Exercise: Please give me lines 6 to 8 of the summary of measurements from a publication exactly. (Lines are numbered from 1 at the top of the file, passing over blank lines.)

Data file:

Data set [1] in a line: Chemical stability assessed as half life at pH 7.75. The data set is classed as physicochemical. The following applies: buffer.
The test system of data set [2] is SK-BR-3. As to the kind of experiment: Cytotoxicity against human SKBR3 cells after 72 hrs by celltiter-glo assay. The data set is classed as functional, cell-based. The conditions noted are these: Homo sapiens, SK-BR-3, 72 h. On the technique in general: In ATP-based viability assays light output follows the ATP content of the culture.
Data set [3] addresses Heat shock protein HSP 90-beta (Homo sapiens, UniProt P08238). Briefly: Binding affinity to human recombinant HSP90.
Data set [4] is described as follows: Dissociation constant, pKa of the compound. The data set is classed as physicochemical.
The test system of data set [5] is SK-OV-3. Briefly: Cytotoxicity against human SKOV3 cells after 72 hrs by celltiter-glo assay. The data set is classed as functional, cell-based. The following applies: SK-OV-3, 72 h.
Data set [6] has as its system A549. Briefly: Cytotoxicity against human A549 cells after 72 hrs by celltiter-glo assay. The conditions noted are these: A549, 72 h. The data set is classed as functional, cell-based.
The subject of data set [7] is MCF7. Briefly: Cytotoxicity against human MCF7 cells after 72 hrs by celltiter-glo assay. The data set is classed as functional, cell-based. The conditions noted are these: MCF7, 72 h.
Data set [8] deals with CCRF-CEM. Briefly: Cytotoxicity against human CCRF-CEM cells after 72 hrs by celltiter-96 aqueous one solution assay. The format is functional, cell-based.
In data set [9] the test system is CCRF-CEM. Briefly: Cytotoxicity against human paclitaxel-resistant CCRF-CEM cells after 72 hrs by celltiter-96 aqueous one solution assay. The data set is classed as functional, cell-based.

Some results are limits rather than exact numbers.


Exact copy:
Data set [6] has as its system A549. Briefly: Cytotoxicity against human A549 cells after 72 hrs by celltiter-glo assay. The conditions noted are these: A549, 72 h. The data set is classed as functional, cell-based.
The subject of data set [7] is MCF7. Briefly: Cytotoxicity against human MCF7 cells after 72 hrs by celltiter-glo assay. The data set is classed as functional, cell-based. The conditions noted are these: MCF7, 72 h.
Data set [8] deals with CCRF-CEM. Briefly: Cytotoxicity against human CCRF-CEM cells after 72 hrs by celltiter-96 aqueous one solution assay. The format is functional, cell-based.